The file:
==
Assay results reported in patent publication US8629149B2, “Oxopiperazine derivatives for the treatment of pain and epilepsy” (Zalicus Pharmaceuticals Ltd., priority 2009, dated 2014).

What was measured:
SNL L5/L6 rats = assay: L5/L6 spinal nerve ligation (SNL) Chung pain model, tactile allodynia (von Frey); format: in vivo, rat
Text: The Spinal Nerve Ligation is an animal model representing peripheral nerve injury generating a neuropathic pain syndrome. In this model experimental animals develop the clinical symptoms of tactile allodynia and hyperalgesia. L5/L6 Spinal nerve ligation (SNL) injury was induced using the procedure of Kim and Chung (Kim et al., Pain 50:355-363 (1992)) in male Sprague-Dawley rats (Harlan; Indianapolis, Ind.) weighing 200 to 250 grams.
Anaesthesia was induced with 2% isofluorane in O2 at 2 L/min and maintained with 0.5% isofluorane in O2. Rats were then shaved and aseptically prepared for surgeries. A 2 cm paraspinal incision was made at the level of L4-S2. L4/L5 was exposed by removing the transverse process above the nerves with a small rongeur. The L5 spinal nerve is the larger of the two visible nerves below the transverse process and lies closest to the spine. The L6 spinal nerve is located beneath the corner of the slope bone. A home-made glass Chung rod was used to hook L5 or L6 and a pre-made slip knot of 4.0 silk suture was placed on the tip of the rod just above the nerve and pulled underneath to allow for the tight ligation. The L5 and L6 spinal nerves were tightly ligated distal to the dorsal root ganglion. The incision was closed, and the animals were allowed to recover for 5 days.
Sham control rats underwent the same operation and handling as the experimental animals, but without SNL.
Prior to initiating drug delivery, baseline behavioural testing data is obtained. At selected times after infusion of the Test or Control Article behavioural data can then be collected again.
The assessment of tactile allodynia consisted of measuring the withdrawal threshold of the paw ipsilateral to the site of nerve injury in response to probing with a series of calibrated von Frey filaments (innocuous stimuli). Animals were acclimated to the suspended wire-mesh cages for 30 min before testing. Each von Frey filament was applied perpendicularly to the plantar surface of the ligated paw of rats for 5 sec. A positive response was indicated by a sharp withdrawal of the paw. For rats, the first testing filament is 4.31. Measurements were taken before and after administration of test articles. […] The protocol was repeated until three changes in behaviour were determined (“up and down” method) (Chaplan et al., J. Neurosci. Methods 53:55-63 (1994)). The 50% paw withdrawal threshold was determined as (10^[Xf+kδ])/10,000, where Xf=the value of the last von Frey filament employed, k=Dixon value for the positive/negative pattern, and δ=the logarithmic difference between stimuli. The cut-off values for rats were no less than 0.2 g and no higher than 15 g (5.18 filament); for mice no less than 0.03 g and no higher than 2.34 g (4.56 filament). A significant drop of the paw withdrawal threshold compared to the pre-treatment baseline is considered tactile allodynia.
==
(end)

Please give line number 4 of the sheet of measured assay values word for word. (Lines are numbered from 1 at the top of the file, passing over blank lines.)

Text: The Spinal Nerve Ligation is an animal model representing peripheral nerve injury generating a neuropathic pain syndrome. In this model experimental animals develop the clinical symptoms of tactile allodynia and hyperalgesia. L5/L6 Spinal nerve ligation (SNL) injury was induced using the procedure of Kim and Chung (Kim et al., Pain 50:355-363 (1992)) in male Sprague-Dawley rats (Harlan; Indianapolis, Ind.) weighing 200 to 250 grams.